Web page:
Matt Joyce got the scoring going for both teams with his first-pitch, leadoff home run, but then a characteristically flail-y at bat from Adam Rosales and an uncharacteristically flail-y at bat from Jed Lowrie paved the way for back-to-back four pitch strikeouts. Khris Davis ended the inning striking out on three pitches, all three batters striking out by chasing low and out of the zone splitters. In the second inning, Yonder Alonso got ahead in the count 3-0 and then chased a low and outside splitter that he beat into the ground for a quick out to start the inning, and then Ryon Healy hit a high, long line drive into the left-center field bleachers for a solo shot, tying the game at two apiece.
Matt Chapman followed the home run by nearly hitting one of his own, but the line drive off of his bat was too low and banged hard off the left field corner wall for a mere double instead.
The A’s loaded the bases by the end of the inning, but another three pitch flailing strikeout from Rosales ended the inning. The A’s loaded the bases and failed to score on two other occasions in this game, and the team also ended an inning with runners on the corners.
All of the ducks abandoned on the pond would have been a problem did the A’s not have a rally in the fourth inning, led, once again, by Ryon Healy, who opened up the scoring again with his second home run of the game, and it was hit in almost the exact same spot as his first.
Chapman followed the home run with his second hit of the game, a single to left center, and, with two outs, Joyce, Rosales, and Lowrie hit three straight singles of their own to push two more runs across the plate and expand the A’s lead to three runs. The A’s may have scored five total runs, Tanaka struck out ten batters in four innings, and the long reliever, German, who replaced Tanaka got six more K’s of his own, bringing the A’s total strikeouts on the day up to sixteen.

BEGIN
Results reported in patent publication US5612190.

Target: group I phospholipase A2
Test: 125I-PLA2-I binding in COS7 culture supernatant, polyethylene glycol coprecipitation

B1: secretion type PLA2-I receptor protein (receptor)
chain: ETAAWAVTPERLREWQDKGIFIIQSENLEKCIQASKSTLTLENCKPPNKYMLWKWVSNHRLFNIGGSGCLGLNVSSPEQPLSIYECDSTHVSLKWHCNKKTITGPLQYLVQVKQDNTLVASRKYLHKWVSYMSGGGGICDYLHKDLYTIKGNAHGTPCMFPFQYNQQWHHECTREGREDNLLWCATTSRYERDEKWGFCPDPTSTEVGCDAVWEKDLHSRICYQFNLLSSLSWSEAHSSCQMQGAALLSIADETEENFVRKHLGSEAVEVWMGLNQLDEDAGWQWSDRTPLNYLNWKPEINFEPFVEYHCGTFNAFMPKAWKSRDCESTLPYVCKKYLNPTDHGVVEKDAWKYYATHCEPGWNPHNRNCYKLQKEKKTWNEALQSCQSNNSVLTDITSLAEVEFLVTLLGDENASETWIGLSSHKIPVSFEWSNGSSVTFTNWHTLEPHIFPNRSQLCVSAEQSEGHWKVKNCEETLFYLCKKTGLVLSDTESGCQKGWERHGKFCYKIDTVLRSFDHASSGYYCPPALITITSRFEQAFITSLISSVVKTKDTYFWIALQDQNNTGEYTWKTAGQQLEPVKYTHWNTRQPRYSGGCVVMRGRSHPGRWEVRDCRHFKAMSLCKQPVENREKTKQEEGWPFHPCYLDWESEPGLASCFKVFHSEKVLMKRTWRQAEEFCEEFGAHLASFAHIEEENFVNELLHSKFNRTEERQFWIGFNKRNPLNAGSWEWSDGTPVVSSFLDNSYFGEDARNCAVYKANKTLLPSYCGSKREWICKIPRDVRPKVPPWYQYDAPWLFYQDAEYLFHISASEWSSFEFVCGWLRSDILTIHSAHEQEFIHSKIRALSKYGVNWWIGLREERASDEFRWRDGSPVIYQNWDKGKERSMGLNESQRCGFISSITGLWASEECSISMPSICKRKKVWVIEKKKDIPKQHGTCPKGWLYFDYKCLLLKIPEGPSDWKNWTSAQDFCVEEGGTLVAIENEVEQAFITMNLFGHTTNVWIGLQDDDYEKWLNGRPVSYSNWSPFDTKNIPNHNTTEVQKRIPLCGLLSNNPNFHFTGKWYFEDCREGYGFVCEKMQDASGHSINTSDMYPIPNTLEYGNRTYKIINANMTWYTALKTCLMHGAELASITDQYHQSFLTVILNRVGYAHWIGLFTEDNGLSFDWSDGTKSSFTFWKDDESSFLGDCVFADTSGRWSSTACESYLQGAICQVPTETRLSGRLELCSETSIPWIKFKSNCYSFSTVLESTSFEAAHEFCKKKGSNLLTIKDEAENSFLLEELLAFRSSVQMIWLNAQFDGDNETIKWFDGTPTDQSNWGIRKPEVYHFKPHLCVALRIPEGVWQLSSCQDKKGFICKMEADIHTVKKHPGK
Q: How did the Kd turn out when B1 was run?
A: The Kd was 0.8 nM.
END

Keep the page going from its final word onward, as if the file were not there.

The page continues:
While there were bad at bats up and down the order, Khris Davis had himself a particularly bad day at the plate, going 0-5 with four strikeouts. In the one at bat he did not strike out, he hit a pop up around home plate and didn’t run to first, only to see Chase Headley flub the pop up in fair territory and then make an easy throw to first base for the out anyways. Fortunately for Oakland, Davis’ mental error didn’t cost the team in the long run.
In relief for the A’s, Liam Hendriks entered the game in the sixth inning and was a dominant force. Unlike Hahn, whose pitches were all over the map in today’s affair, Hendriks was a strike throwing machine, and in his one inning of work retired all three batters he faced and got two strike outs to boot. In an inexplicable moment of horrendous strategy and clear tank-commanding, Josh Smith, owner of a 6.88 ERA and survivor of the Michael Brady call up, was brought in to pitch the seventh inning with the A’s holding onto a tenuous three run lead. But sometimes, even for the A’s, good results can stem from bad process and Smith pitched a harmless inning that didn’t allow any Yankees to reach.
Madson and Doolittle were their usual dominant selves and the Yankees never really threatened to make a comeback.
For a team that usually has to be perfect to win, and when not perfect tends to perform on a scale somewhere between embarrassing and frustrating, today was refreshing in that the A’s didn’t play all that well, but still managed to win pretty handily. The team will go for a four game sweep of New York tomorrow at 1:05.
The A’s are now 3-0 in the Matt Chapman era.